American Robin

june 2014 047

We found this robin’s egg on the ground at the base of a cedar tree inland from Sauble beach in June. We looked at the tiny incisor marks seemingly eating the white (calcium?) inner layer of the egg.  Could these be squirrel, vole or mouse teeth?

I also looked up how you can tell whether an egg hatched normally or whether it was predated.  I found an interesting article called “How to identify egg thieves” from a BBC Wildlife Magazine.

Naturally hatched eggs*
  • When hatching, chicks use their egg-tooth (a horny spike on the upper mandible) to make a circular cut across the blunt end of the egg; the edge is jagged where the chick has chipped its way out.
  • As the empty shell dries out, the inner membrane contracts and ‘rolls’ the chipped edge inwards.
  • Unlike predated eggs, hatched eggs never have yolk or egg-white left inside the shell.
  • The two halves of the shell are often found close together. To remove them from the nest, the parent may carry one half of the egg inside the other.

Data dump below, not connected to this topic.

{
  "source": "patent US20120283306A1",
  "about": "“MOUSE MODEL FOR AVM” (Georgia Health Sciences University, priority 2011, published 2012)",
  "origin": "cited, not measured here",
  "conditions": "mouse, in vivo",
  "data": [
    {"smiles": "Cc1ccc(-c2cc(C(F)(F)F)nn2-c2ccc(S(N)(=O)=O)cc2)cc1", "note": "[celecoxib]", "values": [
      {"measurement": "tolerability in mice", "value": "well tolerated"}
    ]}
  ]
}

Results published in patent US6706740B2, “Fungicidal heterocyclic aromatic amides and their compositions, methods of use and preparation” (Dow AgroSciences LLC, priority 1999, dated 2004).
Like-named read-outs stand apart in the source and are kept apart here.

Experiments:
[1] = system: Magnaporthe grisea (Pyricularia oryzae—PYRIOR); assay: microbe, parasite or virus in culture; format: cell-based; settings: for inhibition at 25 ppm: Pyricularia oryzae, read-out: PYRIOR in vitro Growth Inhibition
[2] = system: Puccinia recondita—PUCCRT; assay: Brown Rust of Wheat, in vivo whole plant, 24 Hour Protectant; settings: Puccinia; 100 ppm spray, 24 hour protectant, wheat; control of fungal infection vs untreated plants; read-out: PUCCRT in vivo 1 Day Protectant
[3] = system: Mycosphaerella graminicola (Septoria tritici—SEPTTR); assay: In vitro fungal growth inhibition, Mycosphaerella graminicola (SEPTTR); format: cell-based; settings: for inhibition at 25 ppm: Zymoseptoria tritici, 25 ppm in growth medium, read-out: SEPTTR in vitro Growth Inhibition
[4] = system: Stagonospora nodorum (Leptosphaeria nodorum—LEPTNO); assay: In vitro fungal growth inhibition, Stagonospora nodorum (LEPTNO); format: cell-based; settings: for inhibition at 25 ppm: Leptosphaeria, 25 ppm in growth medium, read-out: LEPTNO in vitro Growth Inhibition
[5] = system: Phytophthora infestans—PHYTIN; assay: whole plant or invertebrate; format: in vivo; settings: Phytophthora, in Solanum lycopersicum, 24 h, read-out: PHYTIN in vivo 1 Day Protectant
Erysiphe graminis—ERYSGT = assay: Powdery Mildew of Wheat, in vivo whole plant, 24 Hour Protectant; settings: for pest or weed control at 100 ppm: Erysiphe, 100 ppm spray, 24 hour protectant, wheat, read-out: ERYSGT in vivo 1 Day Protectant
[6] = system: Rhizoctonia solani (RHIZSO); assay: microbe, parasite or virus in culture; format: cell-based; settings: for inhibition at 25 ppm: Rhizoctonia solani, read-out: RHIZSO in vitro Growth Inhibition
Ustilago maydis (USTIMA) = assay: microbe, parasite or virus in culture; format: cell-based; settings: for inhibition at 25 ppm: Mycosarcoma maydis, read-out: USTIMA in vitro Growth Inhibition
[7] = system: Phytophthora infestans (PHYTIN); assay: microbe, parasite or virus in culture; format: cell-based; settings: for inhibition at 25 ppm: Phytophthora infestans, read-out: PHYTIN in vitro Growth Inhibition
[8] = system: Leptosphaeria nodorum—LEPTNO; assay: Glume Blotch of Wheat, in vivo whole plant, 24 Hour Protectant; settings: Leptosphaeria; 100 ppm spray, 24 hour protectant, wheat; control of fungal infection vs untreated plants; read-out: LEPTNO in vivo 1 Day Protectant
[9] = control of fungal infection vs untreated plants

Squirrels and rodents*
  • They make a hole in the side or end of the egg with characteristic chip marks, then lick out the contents.

How to Identify Egg Thieves, July 2010, viewed October 13, 2014. Retrieved from:

Hmm…did this egg hatch naturally?

Robin Tracks, Sauble Beach (June 2014)

Robin Tracks, Sauble Beach (June 2014)

I learned from tracker extraordinaire, Alexis Burnett that robin tracks are overall, very curved.  Toes 2 and 4 often point out and back.  Robins tracks can also be identified by looking at the pattern of tracks.  Robins often run and skip with frequent pauses.  In this photo, the tracks are almost side by side, indicating that the robin was skipping or possibly pausing along its trail.





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